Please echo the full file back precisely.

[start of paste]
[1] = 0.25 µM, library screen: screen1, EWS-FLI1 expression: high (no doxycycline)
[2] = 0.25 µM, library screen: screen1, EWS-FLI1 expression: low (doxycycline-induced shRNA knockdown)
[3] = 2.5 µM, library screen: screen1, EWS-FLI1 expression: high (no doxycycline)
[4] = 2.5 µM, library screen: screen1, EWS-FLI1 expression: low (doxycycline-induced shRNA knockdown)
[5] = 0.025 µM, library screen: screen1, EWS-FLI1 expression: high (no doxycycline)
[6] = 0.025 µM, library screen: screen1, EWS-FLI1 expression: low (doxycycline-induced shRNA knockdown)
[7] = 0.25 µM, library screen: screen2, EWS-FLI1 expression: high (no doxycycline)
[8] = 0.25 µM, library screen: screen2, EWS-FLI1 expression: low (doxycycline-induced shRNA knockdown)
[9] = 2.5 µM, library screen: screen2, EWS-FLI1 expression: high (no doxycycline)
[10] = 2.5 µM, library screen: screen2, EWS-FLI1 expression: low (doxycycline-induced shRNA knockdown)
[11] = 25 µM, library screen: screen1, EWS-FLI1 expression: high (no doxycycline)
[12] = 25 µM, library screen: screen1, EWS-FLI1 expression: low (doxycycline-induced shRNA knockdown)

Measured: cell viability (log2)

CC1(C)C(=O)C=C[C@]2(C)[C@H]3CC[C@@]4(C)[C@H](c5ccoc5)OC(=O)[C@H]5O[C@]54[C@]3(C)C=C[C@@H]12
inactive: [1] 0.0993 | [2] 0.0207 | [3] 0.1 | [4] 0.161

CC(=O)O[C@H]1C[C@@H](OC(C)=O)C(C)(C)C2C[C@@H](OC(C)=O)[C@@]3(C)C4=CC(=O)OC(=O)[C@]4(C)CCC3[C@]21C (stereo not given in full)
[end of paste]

[1] = 0.25 µM, library screen: screen1, EWS-FLI1 expression: high (no doxycycline)
[2] = 0.25 µM, library screen: screen1, EWS-FLI1 expression: low (doxycycline-induced shRNA knockdown)
[3] = 2.5 µM, library screen: screen1, EWS-FLI1 expression: high (no doxycycline)
[4] = 2.5 µM, library screen: screen1, EWS-FLI1 expression: low (doxycycline-induced shRNA knockdown)
[5] = 0.025 µM, library screen: screen1, EWS-FLI1 expression: high (no doxycycline)
[6] = 0.025 µM, library screen: screen1, EWS-FLI1 expression: low (doxycycline-induced shRNA knockdown)
[7] = 0.25 µM, library screen: screen2, EWS-FLI1 expression: high (no doxycycline)
[8] = 0.25 µM, library screen: screen2, EWS-FLI1 expression: low (doxycycline-induced shRNA knockdown)
[9] = 2.5 µM, library screen: screen2, EWS-FLI1 expression: high (no doxycycline)
[10] = 2.5 µM, library screen: screen2, EWS-FLI1 expression: low (doxycycline-induced shRNA knockdown)
[11] = 25 µM, library screen: screen1, EWS-FLI1 expression: high (no doxycycline)
[12] = 25 µM, library screen: screen1, EWS-FLI1 expression: low (doxycycline-induced shRNA knockdown)

Measured: cell viability (log2)

CC1(C)C(=O)C=C[C@]2(C)[C@H]3CC[C@@]4(C)[C@H](c5ccoc5)OC(=O)[C@H]5O[C@]54[C@]3(C)C=C[C@@H]12
inactive: [1] 0.0993 | [2] 0.0207 | [3] 0.1 | [4] 0.161

CC(=O)O[C@H]1C[C@@H](OC(C)=O)C(C)(C)C2C[C@@H](OC(C)=O)[C@@]3(C)C4=CC(=O)OC(=O)[C@]4(C)CCC3[C@]21C (stereo not given in full)